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AoS: You’ve Failed Me For The Last Time, Starstrike

4 Minute Read
Jan 7 2018

Come take an in depth look at a stellar battle plan for Age of Sigmar.

Starstrike seems like a fitting battle plan to be talking an in-depth look at with Malign Portents on the horizon. Warhammer Community has a look at the tactics of Starstike, so that you can develop your own plans within plans within tactics within strategies. Harkonnens eat your hearts out. There’s a lot to digest, so let’s dig in.

via Warhammer Community

Starstrike can catch an unprepared player off-guard, featuring a tricky core mechanic where the objectives deploy randomly! Victory requires balancing risk and reward – do you cover as much of the board as possible, or take the fight straight to your opponent? We caught up with Russ to pick up some top tips on winning Starstrike:

Key points to consider

  • The objectives do not appear until later in the game, with the first arriving at the start of battle round 2 and two more at the start of battle round 3.
  • Objectives come down randomly, one along the centre line and the others on the 12” line of each territory.
  • You control an objective by having more models than your opponent within 3” of it at the end of your turn.
  • The objectives are worth a number of points equal to the current battle round, so on battle round 4 each objective will be worth 4 points.

Which means rounds 4 and 5 are much more important than the really objective rounds–you’ll want to take care not to spread yourself too thin.

It’s a good idea to start thinking about kill points from the very beginning of the game. Try to eliminate fast-moving units and, if possible, control the central area of the table. Don’t get bogged down in combat away from the 9 potential Starstrike locations, because this could leave your units engaged and tied up when the objective lands.  Usually it’s a good idea only to focus on two objectives and let one go, rather than spreading your army too thin and leaving it vulnerable to attack. I would also generally deploy centrally and avoid deploying anything in the extreme flanks of the table, unless it’s a particularly fast unit.


There are three plans on display here, and you can find the full writeup on their site, but you can get the gist of them below:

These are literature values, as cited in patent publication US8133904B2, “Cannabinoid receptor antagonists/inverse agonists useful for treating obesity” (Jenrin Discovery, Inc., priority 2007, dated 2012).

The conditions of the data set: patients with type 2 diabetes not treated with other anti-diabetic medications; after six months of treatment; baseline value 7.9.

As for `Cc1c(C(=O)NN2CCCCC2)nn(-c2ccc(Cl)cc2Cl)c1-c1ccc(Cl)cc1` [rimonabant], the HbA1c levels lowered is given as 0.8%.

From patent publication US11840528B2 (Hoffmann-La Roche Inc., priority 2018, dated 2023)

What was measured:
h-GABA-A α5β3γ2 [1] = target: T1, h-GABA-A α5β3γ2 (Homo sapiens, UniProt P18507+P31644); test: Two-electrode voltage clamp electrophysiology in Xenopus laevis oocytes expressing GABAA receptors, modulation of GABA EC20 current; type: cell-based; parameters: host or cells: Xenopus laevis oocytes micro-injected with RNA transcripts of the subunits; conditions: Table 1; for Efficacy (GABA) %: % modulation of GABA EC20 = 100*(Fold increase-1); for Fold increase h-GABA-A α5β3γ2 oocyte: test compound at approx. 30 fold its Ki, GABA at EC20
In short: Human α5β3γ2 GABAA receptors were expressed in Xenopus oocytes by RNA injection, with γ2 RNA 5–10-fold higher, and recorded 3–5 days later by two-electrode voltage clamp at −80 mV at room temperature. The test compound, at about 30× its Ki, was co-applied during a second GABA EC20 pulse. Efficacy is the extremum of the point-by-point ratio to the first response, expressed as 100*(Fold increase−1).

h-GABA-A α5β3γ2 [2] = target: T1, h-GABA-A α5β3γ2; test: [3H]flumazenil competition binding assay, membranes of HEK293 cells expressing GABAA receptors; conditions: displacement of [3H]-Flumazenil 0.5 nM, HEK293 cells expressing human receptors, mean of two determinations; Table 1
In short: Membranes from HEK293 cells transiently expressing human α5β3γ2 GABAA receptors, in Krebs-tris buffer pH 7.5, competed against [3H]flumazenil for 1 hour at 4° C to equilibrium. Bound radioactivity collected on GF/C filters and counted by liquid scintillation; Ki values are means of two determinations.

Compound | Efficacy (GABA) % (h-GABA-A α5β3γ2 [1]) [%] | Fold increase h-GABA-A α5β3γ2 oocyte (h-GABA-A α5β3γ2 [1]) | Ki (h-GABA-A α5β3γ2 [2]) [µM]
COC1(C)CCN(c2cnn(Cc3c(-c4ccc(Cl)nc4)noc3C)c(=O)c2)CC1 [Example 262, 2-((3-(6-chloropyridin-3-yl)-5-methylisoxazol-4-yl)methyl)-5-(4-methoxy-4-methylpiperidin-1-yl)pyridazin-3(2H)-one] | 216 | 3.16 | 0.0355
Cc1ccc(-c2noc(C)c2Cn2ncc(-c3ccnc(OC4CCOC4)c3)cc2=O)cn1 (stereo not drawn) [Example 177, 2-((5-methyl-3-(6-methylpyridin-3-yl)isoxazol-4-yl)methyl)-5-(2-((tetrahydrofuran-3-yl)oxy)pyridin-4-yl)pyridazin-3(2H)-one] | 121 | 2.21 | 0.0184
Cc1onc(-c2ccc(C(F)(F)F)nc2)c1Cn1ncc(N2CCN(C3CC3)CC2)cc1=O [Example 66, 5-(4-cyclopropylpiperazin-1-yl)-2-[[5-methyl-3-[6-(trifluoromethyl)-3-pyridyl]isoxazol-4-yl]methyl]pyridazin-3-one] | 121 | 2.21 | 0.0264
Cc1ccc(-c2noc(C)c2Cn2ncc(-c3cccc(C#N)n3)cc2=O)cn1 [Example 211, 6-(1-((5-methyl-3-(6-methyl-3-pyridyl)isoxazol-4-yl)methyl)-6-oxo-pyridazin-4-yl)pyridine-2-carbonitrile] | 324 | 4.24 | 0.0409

Plan 1 – Defensive Counter: Because the objectives won’t appear until the start of rounds 2 and 3, and they’re worth more later in the game, it can be beneficial to play very defensively. It can even be worth taking the turn 1 advantage to move backwards, ready to give your opponent the double turn from round 1-2 and then giving you the double turn in rounds 2-3.

Plan 2 – Anticipation: Just because you don’t know where the objectives will be doesn’t mean you can’t capture the table locations early. You know there are 9 possible locations around the middle of the table, so why not use defensive units to seize and hold position, ready for the objective to land on you?

Plan 3 – Divide and Conquer: If you have an army capable of playing out the early turns chipping away whilst keeping units off the table in reserve, you can adopt this strategy. You can achieve this by spreading out your units, relying on shooting and avoiding combat early on in the game. When the objectives land, be ready to counter-attack. If your opponent doesn’t have many units, try to take out the vulnerable units rather than the big combat threats; a unit can only capture one objective at a time, so if you get rid of the softer units your opponent intends to score points with, they might have to use a combat unit to camp on an objective rather than using it to attack your units.

So, there you have it. There are a few more tactics you can find in the full article, but this is a great jumping off point for burgeoning tacticians.


Now get out there and disappoint Megatron.

Author: J.R. Zambrano
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